Real estate impresario Michael Shvo, who embodied the excess of the last real estate boom, burst onto the development scene last spring with three high-profile projects in Manhattan. The move was something of a departure for the 42-year-old Israeli émigré, who famously ascended the ranks at Douglas Elliman (logging $300 million in sales as the firm’s top-producing broker in 2003 after only four years in the business), before notoriously parting ways with the brokerage to start the Shvo Group in 2004. As a brash and often brilliant marketer, he became known for celebrity-studded launch parties and 24-hour sales offices before a semi-retirement during the recession. In May 2013, Shvo re-emerged, snapping up the Getty gas station parcel at 239 10th Avenue in Chelsea for a record $800 per buildable square foot and installing a much-buzzed-about art installation called “Sheep Station,” featuring work by surrealist sculptor Francois-Xavier Lalanne. He’s also developing condos at 100 Varick Street in Soho and 125 Greenwich Street in the Financial District.
Name: Michael Shvo
Hometown: Born in Arsuf, Israel
Marital status: Married Four Years
You once owned 30 apartments. Where do you live now?
Throughout the years, I’ve owned and sold properties. Our home is at the Time Warner Center. We own a home in Water Mill, where we spend weekends in the summer.
What were you like as a kid?
I was a dreamer. At a very early age, I came from Israel to New York and saw this great skyline. That’s when I had the notion that when I’m old enough, I’d actually come to New York and be part of this great city.
What did your parents do?
They were both organic chemists and taught at Yale and Stanford, clearly not on the business side, definitely not on the real estate side.
So what sparked your passion for real estate?
I was six years old when I moved to New York. I was coming from a city, [Arsuf, north of Tel Aviv,] where the tallest building was a few stories high. Seeing all these great buildings — the Empire State Building, the Chrysler Building — blew my mind.
When you moved back to New York, in 1995, you managed a fleet of taxis. How did you go from there to top broker — and now a developer?
I moved here with $3,000. At the time, I was living down on Mercer Street and the building’s rental agent said, ‘You know, you should be a broker.’ She introduced me to Yuval Greenblatt [now at Elliman]. I became a real estate broker, starting really from nothing.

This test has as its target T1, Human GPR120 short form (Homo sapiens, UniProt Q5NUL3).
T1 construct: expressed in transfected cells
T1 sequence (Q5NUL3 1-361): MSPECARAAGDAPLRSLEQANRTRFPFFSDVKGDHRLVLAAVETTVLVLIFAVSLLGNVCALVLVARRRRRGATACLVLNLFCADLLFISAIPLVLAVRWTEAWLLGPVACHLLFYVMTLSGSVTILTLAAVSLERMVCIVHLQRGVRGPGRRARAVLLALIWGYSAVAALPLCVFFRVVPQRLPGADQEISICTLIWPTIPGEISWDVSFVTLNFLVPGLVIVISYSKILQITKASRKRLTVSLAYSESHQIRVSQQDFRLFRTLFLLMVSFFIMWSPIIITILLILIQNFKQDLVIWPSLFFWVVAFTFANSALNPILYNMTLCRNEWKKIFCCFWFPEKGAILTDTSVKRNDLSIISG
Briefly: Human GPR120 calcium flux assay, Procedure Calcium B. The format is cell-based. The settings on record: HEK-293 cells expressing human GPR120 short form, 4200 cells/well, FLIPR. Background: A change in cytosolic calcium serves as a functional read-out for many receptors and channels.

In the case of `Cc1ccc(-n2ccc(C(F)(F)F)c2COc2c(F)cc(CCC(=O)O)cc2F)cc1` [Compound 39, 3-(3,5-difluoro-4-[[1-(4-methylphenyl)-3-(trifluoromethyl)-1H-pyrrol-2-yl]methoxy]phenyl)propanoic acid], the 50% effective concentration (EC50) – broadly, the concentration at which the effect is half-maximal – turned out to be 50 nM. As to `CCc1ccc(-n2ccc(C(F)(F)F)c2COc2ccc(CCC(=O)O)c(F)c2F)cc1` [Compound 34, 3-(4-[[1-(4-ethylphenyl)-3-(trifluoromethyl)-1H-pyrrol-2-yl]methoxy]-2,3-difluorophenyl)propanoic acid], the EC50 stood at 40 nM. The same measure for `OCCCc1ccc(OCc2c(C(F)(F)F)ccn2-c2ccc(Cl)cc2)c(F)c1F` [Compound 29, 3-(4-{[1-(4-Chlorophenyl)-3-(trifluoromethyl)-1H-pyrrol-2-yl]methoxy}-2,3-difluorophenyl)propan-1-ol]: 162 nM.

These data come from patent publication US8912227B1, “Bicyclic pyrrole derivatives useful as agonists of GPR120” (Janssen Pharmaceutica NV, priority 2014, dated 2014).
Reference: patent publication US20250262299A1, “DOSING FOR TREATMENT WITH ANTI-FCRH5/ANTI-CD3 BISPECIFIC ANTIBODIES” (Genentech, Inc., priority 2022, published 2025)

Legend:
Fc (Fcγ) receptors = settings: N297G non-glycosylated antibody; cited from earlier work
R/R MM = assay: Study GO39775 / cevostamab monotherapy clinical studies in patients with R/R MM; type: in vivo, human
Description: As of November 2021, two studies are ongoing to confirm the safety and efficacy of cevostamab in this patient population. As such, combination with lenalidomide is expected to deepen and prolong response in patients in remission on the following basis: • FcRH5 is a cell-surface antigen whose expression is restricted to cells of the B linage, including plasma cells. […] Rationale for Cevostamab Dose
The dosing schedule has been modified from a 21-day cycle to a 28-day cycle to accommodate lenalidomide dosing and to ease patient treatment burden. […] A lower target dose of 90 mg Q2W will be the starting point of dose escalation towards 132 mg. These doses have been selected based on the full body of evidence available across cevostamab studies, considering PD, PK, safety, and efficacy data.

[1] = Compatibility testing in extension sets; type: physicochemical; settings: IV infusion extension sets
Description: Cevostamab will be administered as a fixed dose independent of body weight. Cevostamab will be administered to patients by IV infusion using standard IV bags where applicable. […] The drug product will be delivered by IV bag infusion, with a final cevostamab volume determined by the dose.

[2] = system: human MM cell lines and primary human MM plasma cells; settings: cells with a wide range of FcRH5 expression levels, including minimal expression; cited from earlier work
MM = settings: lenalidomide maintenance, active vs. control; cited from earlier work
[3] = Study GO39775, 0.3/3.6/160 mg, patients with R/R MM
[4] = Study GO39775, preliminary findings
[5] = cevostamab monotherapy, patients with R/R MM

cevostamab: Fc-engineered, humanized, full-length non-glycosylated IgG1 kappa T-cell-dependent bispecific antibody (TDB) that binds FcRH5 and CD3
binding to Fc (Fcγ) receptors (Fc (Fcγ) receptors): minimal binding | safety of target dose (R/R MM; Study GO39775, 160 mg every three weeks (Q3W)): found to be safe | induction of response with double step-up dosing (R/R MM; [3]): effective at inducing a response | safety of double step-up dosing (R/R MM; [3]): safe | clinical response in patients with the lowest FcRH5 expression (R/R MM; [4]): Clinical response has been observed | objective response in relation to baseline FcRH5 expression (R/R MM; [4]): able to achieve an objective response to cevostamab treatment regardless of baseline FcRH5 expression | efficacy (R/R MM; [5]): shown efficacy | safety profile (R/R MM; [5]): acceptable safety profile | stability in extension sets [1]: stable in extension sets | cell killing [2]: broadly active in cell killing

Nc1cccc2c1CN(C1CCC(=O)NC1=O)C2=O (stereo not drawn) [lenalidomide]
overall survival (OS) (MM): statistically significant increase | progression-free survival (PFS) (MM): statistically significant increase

How has the business changed since you got into it?
Brokers [15 years ago] were really sellers of information. Today you have to compete with the Internet. A lot of these guys doing the reality shows, they’ve asked me what I think. I always say, make sure that you monetize this exposure because this thing doesn’t last.
Why haven’t you done a reality show?
I am a private person. [TV] is all about the drama, and in life you try not to have drama.
You met your wife, Seren Ceylan Shvo, in Istanbul in 2009. How exactly?
I was there to introduce my best friend, who is a big developer in Istanbul, to a couple of big hotel brands. My wife was his girlfriend’s best friend. A few months later, she moved to the States. I guess she liked me enough to stay.
How do you feel about being known as the “bad boy” of real estate?
I can’t tell you why people think one thing or the other of me. When you change the status quo, there are people that like it and people that don’t like it. I would hope I have critics. If everyone thinks it’s OK, then there’s truly no value to the creation.
You used to carry multiple phones. Do you still?
I carry two iPhones. I use one to speak and the other is to type emails.
During the recession, you kept a low profile. Was it intentional? What were you focused on?
In December of ‘07, I was asked to give a lecture to the advisory board of Hilton Hotels about the status of the real estate market. My team was preparing this huge presentation for me, and they showed me a shot of a garbage bag with the Louis Vuitton monogram on it. I [thought], ‘Something is out of control here, this can’t continue.’ I decided to retire. Six months later, Lehman collapsed. I spent four years collecting art, met my wife, got married and dabbled in a little bit of real estate.
Tell me about your art.
It is really divided into three major categories: In the city we have an extensive collection of pop art, so Andy Warhol, Tom Wesselmann, [Jean-Michel] Basquiat, [Alexander] Calder, great monumental pieces. In the Hamptons, we have a collection of American heritage color field painters, so Frank Stella, [Kenneth] Noland, [Tim] Davis, [Samuel] Morse. [And] we are one of the larger collectors in the world of [artist duo] Francois-Xavier and Claude Lalanne, with over 100 of their works.
You’ve got three Manhattan projects planned right now. Does it feel risky to have them all going at once?
The risky move is to try to hit the market at the right time. The way to minimize risk is to build product that doesn’t exist.
What’s your relationship been like with Elliman Chair Howard Lorber since leaving the company? I heard he invested in 125 Greenwich.
Howard and I have always had a great relationship. We see each other almost daily at Cipriani.
What do you consider your proudest accomplishment?
Finding my wife.
What’s your greatest disappointment?
That my father is not alive to see what I’m doing.
What’s your ideal weekend?
Going to listen to my favorite performer, Antonis Remos. He’s the greatest pop musician in Greece. His performances start at 1 a.m. and go until 7 a.m.
What would you like people to say about you in 20 years?
I think in 20 years, it would be great if people said, ‘I want to live in a Shvo building.’